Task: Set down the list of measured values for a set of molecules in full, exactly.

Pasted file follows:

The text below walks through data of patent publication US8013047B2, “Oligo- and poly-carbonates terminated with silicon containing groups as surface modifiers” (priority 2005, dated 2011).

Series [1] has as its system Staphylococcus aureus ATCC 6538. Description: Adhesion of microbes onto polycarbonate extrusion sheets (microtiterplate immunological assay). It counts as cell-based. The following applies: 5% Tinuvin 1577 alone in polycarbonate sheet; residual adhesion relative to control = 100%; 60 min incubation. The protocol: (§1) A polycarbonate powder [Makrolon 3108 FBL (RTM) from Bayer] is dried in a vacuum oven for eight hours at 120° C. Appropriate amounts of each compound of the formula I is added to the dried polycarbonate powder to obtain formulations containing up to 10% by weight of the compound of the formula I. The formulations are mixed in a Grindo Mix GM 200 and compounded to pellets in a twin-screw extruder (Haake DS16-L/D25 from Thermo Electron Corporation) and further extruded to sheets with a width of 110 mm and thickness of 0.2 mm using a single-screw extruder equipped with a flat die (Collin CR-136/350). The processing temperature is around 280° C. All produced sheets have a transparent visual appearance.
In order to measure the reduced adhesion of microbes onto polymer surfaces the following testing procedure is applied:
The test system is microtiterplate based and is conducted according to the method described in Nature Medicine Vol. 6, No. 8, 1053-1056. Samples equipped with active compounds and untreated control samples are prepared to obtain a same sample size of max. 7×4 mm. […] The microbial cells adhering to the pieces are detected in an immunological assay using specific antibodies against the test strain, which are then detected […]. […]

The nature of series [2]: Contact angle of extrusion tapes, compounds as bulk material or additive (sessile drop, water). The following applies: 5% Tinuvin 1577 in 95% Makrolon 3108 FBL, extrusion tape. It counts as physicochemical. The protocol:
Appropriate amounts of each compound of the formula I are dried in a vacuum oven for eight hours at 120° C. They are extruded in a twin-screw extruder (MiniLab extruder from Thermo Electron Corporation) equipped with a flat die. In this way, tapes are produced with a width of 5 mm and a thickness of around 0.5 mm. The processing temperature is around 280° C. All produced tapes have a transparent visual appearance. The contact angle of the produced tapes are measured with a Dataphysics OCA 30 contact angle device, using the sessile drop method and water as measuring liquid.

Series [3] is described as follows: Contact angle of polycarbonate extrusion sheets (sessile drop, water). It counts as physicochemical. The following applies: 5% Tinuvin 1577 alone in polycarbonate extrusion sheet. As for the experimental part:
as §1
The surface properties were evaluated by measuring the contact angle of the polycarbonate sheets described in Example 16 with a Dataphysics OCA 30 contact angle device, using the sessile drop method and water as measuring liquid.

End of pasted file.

The text below walks through data of patent publication US8013047B2, “Oligo- and poly-carbonates terminated with silicon containing groups as surface modifiers” (priority 2005, dated 2011).

Series [1] has as its system Staphylococcus aureus ATCC 6538. Description: Adhesion of microbes onto polycarbonate extrusion sheets (microtiterplate immunological assay). It counts as cell-based. The following applies: 5% Tinuvin 1577 alone in polycarbonate sheet; residual adhesion relative to control = 100%; 60 min incubation. The protocol: (§1) A polycarbonate powder [Makrolon 3108 FBL (RTM) from Bayer] is dried in a vacuum oven for eight hours at 120° C. Appropriate amounts of each compound of the formula I is added to the dried polycarbonate powder to obtain formulations containing up to 10% by weight of the compound of the formula I. The formulations are mixed in a Grindo Mix GM 200 and compounded to pellets in a twin-screw extruder (Haake DS16-L/D25 from Thermo Electron Corporation) and further extruded to sheets with a width of 110 mm and thickness of 0.2 mm using a single-screw extruder equipped with a flat die (Collin CR-136/350). The processing temperature is around 280° C. All produced sheets have a transparent visual appearance.
In order to measure the reduced adhesion of microbes onto polymer surfaces the following testing procedure is applied:
The test system is microtiterplate based and is conducted according to the method described in Nature Medicine Vol. 6, No. 8, 1053-1056. Samples equipped with active compounds and untreated control samples are prepared to obtain a same sample size of max. 7×4 mm. […] The microbial cells adhering to the pieces are detected in an immunological assay using specific antibodies against the test strain, which are then detected […]. […]

The nature of series [2]: Contact angle of extrusion tapes, compounds as bulk material or additive (sessile drop, water). The following applies: 5% Tinuvin 1577 in 95% Makrolon 3108 FBL, extrusion tape. It counts as physicochemical. The protocol:
Appropriate amounts of each compound of the formula I are dried in a vacuum oven for eight hours at 120° C. They are extruded in a twin-screw extruder (MiniLab extruder from Thermo Electron Corporation) equipped with a flat die. In this way, tapes are produced with a width of 5 mm and a thickness of around 0.5 mm. The processing temperature is around 280° C. All produced tapes have a transparent visual appearance. The contact angle of the produced tapes are measured with a Dataphysics OCA 30 contact angle device, using the sessile drop method and water as measuring liquid.

Series [3] is described as follows: Contact angle of polycarbonate extrusion sheets (sessile drop, water). It counts as physicochemical. The following applies: 5% Tinuvin 1577 alone in polycarbonate extrusion sheet. As for the experimental part:
as §1
The surface properties were evaluated by measuring the contact angle of the polycarbonate sheets described in Example 16 with a Dataphysics OCA 30 contact angle device, using the sessile drop method and water as measuring liquid.